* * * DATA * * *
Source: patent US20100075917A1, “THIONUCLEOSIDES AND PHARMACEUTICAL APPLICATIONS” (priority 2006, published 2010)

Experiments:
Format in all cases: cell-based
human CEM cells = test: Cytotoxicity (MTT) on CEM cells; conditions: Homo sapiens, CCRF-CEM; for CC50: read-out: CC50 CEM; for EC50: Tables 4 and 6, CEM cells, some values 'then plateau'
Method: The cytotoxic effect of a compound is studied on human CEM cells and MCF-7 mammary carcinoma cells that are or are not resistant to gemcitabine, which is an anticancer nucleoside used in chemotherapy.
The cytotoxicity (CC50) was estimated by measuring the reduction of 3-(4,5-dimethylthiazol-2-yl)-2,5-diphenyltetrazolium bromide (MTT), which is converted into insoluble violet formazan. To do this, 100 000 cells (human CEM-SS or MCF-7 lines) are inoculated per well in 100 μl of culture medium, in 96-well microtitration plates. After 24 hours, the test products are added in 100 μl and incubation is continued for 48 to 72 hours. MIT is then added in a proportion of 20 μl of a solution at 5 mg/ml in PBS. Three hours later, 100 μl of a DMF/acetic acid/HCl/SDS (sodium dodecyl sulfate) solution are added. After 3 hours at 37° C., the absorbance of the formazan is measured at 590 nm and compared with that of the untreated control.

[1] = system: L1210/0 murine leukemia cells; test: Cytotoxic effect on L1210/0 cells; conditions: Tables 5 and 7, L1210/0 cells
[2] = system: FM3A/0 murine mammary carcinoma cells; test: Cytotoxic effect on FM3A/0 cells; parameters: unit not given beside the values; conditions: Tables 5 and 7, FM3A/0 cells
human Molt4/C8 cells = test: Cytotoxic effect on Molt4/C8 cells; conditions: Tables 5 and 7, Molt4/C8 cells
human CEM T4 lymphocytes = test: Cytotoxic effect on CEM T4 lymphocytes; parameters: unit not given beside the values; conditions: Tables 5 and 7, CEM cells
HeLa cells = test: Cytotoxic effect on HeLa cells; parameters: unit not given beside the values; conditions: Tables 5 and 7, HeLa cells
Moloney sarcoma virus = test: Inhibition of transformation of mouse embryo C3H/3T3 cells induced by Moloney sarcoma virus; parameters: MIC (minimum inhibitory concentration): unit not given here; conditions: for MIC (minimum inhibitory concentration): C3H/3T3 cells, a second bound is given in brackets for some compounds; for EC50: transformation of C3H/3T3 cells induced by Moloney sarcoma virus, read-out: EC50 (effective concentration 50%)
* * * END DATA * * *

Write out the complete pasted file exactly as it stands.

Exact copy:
Source: patent US20100075917A1, “THIONUCLEOSIDES AND PHARMACEUTICAL APPLICATIONS” (priority 2006, published 2010)

Experiments:
Format in all cases: cell-based
human CEM cells = test: Cytotoxicity (MTT) on CEM cells; conditions: Homo sapiens, CCRF-CEM; for CC50: read-out: CC50 CEM; for EC50: Tables 4 and 6, CEM cells, some values 'then plateau'
Method: The cytotoxic effect of a compound is studied on human CEM cells and MCF-7 mammary carcinoma cells that are or are not resistant to gemcitabine, which is an anticancer nucleoside used in chemotherapy.
The cytotoxicity (CC50) was estimated by measuring the reduction of 3-(4,5-dimethylthiazol-2-yl)-2,5-diphenyltetrazolium bromide (MTT), which is converted into insoluble violet formazan. To do this, 100 000 cells (human CEM-SS or MCF-7 lines) are inoculated per well in 100 μl of culture medium, in 96-well microtitration plates. After 24 hours, the test products are added in 100 μl and incubation is continued for 48 to 72 hours. MIT is then added in a proportion of 20 μl of a solution at 5 mg/ml in PBS. Three hours later, 100 μl of a DMF/acetic acid/HCl/SDS (sodium dodecyl sulfate) solution are added. After 3 hours at 37° C., the absorbance of the formazan is measured at 590 nm and compared with that of the untreated control.

[1] = system: L1210/0 murine leukemia cells; test: Cytotoxic effect on L1210/0 cells; conditions: Tables 5 and 7, L1210/0 cells
[2] = system: FM3A/0 murine mammary carcinoma cells; test: Cytotoxic effect on FM3A/0 cells; parameters: unit not given beside the values; conditions: Tables 5 and 7, FM3A/0 cells
human Molt4/C8 cells = test: Cytotoxic effect on Molt4/C8 cells; conditions: Tables 5 and 7, Molt4/C8 cells
human CEM T4 lymphocytes = test: Cytotoxic effect on CEM T4 lymphocytes; parameters: unit not given beside the values; conditions: Tables 5 and 7, CEM cells
HeLa cells = test: Cytotoxic effect on HeLa cells; parameters: unit not given beside the values; conditions: Tables 5 and 7, HeLa cells
Moloney sarcoma virus = test: Inhibition of transformation of mouse embryo C3H/3T3 cells induced by Moloney sarcoma virus; parameters: MIC (minimum inhibitory concentration): unit not given here; conditions: for MIC (minimum inhibitory concentration): C3H/3T3 cells, a second bound is given in brackets for some compounds; for EC50: transformation of C3H/3T3 cells induced by Moloney sarcoma virus, read-out: EC50 (effective concentration 50%)